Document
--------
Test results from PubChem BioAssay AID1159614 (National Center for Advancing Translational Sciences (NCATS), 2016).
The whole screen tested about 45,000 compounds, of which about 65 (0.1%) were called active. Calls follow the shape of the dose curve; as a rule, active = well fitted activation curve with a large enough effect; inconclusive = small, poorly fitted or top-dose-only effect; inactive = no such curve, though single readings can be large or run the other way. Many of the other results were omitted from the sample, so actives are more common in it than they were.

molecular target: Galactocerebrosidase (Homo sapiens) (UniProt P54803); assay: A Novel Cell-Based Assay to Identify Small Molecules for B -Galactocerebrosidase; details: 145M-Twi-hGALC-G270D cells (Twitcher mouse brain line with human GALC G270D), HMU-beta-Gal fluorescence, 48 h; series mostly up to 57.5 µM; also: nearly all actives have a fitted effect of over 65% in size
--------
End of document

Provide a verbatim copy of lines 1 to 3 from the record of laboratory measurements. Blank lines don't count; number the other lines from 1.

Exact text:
Test results from PubChem BioAssay AID1159614 (National Center for Advancing Translational Sciences (NCATS), 2016).
The whole screen tested about 45,000 compounds, of which about 65 (0.1%) were called active. Calls follow the shape of the dose curve; as a rule, active = well fitted activation curve with a large enough effect; inconclusive = small, poorly fitted or top-dose-only effect; inactive = no such curve, though single readings can be large or run the other way. Many of the other results were omitted from the sample, so actives are more common in it than they were.

molecular target: Galactocerebrosidase (Homo sapiens) (UniProt P54803); assay: A Novel Cell-Based Assay to Identify Small Molecules for B -Galactocerebrosidase; details: 145M-Twi-hGALC-G270D cells (Twitcher mouse brain line with human GALC G270D), HMU-beta-Gal fluorescence, 48 h; series mostly up to 57.5 µM; also: nearly all actives have a fitted effect of over 65% in size